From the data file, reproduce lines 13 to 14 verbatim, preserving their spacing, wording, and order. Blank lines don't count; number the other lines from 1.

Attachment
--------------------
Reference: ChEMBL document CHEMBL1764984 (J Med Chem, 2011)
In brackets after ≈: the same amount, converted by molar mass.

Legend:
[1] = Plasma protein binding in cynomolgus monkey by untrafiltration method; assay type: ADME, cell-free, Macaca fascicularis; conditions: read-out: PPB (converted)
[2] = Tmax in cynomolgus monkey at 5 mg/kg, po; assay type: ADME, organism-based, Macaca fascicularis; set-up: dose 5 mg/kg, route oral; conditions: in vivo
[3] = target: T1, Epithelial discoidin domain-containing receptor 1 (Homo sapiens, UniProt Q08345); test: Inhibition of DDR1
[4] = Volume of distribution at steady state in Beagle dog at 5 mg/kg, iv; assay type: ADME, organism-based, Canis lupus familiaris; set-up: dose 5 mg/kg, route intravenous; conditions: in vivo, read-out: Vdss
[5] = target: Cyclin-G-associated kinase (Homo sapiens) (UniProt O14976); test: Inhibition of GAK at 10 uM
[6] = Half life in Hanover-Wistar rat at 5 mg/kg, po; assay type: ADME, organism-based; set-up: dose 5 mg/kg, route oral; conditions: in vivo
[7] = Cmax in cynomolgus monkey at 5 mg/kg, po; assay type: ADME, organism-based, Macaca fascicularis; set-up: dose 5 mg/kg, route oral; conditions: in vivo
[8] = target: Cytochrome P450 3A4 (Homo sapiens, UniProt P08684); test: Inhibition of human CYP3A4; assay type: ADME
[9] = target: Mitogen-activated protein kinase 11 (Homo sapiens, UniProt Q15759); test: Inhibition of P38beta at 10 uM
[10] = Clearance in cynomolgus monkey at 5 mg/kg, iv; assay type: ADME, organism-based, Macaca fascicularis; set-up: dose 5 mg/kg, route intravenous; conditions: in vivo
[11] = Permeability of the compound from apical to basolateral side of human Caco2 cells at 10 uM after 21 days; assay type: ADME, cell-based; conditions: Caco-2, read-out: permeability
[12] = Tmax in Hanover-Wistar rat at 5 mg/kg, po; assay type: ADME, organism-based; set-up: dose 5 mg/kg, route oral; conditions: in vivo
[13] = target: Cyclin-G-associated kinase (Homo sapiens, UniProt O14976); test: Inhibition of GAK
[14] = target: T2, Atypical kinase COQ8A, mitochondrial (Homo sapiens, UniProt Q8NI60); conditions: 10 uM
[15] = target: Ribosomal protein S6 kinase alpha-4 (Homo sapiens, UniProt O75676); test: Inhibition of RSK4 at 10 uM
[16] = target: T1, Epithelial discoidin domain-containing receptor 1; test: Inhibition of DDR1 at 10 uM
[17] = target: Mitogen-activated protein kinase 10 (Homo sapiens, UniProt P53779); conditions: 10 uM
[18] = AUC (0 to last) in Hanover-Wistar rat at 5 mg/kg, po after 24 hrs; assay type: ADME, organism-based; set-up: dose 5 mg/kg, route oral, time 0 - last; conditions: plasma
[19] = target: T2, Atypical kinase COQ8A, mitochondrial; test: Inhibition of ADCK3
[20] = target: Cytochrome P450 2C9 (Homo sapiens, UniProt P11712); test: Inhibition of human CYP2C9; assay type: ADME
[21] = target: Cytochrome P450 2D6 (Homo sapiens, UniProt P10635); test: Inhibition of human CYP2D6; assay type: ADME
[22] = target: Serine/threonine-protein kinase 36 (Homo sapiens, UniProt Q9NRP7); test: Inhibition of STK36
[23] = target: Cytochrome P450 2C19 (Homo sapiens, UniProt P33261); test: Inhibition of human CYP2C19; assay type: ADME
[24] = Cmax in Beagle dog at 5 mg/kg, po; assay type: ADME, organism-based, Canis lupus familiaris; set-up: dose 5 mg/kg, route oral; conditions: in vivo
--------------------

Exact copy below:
[10] = Clearance in cynomolgus monkey at 5 mg/kg, iv; assay type: ADME, organism-based, Macaca fascicularis; set-up: dose 5 mg/kg, route intravenous; conditions: in vivo
[11] = Permeability of the compound from apical to basolateral side of human Caco2 cells at 10 uM after 21 days; assay type: ADME, cell-based; conditions: Caco-2, read-out: permeability